Jupiter Reseach - End Story


In another part of the blogopshere I'm a guest blogger at The Medical Blog Network and thought a post on medical/healthcare consumer searches would be interesting. Jupiter Research recently dropped a media release highlighting results from a study about healhcare search engines. I had a couple of questions. So I dropped David Schatsky, President of JupiterKagan an email asking for clarification of the methodology. With 24-hours I received a detailed response from Vic Beck, VP, Peter Arnold Associates.

According to my pal Bill Neal, SDR, Inc., the information complied with APOOR Ethics Standards. Bill's comments are at the end of the post. Thanks to Bill and Thomas M. Guterbock, APPOR Ethics Chair for their on-going help.

Perhaps one day all research firms will include the methodology with their releases a la Harris Interactive and get that providing this type of data is not giving away trade secrets but establishing credibility of their results and conclusions as well as, of the organization.

In the meantime, kudos to Peter Arnold and Jupiter Research for providing the data quickly and kindly when requested. It's nice to know that a social media "community" can encourage positive changes. My hope is that this will be a win-win for all.

Sidebar: David has a great post on Logic + Emotion, People Respond: The New PR, that is a must read for business bloggers and companies who are/have been/will be touched by social media = every biz diva and divo.

Vic agreed to allow me to post the methodology. Following is JupiterResearch's methodology for its Health Search Report along with Bill's commentary.

[Vic Beck] Here is the detail in response to your question.

In May 2006, JupiterResearch designed and fielded a survey to online consumers selected randomly from the Ipsos US online consumer panel. [Bill Neal]  Okay, that is a good panel and is well managed - however, they should reveal to total number of persons/households in that sampling frame - was it the entire 400,000 or 2 million?. A total of 2,157 individuals responded to the survey. [Bill Neal] They should reveal the number of invitations sent out so one can assess the response rate. Generally, anything under 20% for a panel is highly suspect. Respondents were asked approximately 25 closed-ended questions about their behaviors, attitudes and preferences as they relate to wireless high speed Internet access at home and in public places, online authentication measures, searching for health and wellness information online, and searching for information on homeowners' insurance.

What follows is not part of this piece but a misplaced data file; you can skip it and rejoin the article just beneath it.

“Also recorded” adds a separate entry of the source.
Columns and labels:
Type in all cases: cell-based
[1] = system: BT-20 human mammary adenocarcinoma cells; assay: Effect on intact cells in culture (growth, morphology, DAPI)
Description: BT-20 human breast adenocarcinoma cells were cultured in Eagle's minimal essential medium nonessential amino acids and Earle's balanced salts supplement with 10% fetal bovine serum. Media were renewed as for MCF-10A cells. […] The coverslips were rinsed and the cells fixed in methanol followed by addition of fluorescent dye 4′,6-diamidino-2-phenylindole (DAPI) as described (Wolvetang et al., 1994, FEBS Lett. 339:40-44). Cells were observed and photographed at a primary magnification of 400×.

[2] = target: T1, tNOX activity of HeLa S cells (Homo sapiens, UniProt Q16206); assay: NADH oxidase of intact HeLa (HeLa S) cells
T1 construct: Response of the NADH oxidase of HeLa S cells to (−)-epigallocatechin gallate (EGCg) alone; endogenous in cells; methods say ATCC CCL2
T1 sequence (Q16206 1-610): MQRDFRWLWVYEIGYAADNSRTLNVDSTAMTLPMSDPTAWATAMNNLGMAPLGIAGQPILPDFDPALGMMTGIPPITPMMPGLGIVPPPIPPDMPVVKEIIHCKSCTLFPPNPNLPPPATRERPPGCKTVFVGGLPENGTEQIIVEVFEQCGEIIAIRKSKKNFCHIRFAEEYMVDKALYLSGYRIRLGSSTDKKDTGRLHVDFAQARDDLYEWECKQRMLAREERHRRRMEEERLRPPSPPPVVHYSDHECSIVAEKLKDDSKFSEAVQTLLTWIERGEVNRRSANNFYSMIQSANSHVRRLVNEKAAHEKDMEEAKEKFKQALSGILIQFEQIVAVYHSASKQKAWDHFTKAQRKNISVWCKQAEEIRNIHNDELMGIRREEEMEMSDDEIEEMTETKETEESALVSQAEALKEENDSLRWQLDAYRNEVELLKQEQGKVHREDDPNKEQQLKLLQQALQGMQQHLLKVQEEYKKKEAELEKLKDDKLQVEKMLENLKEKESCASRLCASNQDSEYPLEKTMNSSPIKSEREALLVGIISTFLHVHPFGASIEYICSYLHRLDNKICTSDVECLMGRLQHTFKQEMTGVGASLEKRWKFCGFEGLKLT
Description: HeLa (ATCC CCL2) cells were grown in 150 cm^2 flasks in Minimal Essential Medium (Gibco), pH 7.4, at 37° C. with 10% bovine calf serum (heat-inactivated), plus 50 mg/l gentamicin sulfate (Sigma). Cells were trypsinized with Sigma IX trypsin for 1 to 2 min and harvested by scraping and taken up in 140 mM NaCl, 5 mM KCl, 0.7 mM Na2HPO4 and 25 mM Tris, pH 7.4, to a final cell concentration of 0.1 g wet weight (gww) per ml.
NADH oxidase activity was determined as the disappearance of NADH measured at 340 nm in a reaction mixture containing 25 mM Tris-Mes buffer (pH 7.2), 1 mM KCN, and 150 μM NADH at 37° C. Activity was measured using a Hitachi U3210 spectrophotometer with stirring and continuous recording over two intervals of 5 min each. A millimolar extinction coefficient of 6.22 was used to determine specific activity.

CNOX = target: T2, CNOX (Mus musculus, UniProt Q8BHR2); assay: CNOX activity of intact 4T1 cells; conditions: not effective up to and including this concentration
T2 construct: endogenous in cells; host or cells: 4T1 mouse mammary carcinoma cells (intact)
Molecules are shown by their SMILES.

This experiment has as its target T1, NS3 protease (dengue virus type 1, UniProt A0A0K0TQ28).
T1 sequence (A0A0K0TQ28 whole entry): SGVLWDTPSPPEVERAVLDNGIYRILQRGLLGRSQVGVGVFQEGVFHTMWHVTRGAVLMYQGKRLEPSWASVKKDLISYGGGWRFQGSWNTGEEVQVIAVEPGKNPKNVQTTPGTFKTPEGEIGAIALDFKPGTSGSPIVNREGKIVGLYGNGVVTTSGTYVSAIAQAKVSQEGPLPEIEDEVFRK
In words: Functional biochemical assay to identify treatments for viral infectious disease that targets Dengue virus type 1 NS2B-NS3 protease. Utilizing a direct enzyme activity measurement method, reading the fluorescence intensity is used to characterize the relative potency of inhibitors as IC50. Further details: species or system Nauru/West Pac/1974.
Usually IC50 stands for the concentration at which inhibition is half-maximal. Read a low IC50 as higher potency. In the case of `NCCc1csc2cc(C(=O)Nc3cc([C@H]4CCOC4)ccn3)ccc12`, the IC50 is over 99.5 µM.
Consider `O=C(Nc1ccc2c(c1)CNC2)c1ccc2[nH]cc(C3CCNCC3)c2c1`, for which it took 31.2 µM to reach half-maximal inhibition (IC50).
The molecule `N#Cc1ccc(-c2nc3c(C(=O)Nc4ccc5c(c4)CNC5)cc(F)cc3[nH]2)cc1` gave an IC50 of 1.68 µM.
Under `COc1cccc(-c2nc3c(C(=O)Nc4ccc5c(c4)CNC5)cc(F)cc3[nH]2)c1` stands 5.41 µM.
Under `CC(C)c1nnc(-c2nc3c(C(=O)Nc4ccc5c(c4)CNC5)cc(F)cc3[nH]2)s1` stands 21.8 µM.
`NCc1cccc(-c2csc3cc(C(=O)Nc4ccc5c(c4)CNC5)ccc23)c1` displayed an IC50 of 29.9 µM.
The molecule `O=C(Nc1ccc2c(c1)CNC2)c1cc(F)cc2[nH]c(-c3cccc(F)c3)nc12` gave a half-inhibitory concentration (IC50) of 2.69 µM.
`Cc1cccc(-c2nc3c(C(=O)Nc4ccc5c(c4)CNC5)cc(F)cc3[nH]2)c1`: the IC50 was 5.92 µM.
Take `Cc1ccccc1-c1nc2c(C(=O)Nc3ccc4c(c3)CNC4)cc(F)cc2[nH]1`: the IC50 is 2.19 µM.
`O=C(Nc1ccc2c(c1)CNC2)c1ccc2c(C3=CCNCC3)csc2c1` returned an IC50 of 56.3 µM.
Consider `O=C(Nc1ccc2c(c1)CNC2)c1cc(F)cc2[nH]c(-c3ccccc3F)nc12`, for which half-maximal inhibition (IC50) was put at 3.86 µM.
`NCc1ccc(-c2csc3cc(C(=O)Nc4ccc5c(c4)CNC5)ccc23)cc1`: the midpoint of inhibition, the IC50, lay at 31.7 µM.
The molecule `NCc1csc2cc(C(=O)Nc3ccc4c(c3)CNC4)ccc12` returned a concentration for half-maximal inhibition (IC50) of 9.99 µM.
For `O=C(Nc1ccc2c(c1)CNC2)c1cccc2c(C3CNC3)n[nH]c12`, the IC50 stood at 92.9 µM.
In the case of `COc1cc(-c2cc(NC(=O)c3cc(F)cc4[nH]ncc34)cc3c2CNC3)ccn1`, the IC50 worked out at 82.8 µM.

Respondents received an e-mail invitation to participate in the survey with an attached URL linked to the Web-based survey form. [Bill Neal] That is typical for online panel surveys. The samples were carefully balanced by a series of demographic and behavioral characteristics to ensure that they were representative of the online population. Demographic weighting variables included age, gender, household income, household education, household type, region, market size, race and Hispanic ethnicity. [Bill Neal] Okay, that's good. Additionally, JupiterResearch took the unconventional step of weighting the data by AOL usage, online tenure, and connection speed (broadband versus dial-up), three key determinants of online behavior. [Bill Neal] That's even better.

Balancing quotas are derived from JupiterResearch's Internet Population Model which relies on US Census Bureau data and a rich foundation of primary consumer survey research to determine the size, demographics and ethnographics of the US online population. The survey data are fully applicable to the US online population within a confidence interval of plus or minus three percent.[Bill Neal]  Good!

In this survey effort, JupiterResearch worked with its research partner, Ipsos-Insight, on the technical tasks of survey fielding, sample building, balancing, and data processing. Ipsos-Insight is one of the largest market research companies in the US and maintains a general research panel of 400,000 households. Ipsos-Insight also has access to the Ipsos US Online Panel, which comprises two million Internet users, offering JupiterResearch an easy way to target and survey current online users. Panel-based market research enables researchers to have baseline knowledge of each survey respondent, increase survey participation rates, and permit careful rationing of survey fielding to reduce survey burnout.
[Bill Neal] Generally sounds legit from a data collection point of view. Exceptions noted above.

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I'm changing Logic + Emotion to "Il Blog Divo"

It's both exotic and sophisticated.


Posted by: David Armano on Aug 9, 2006 12:45:28 AM

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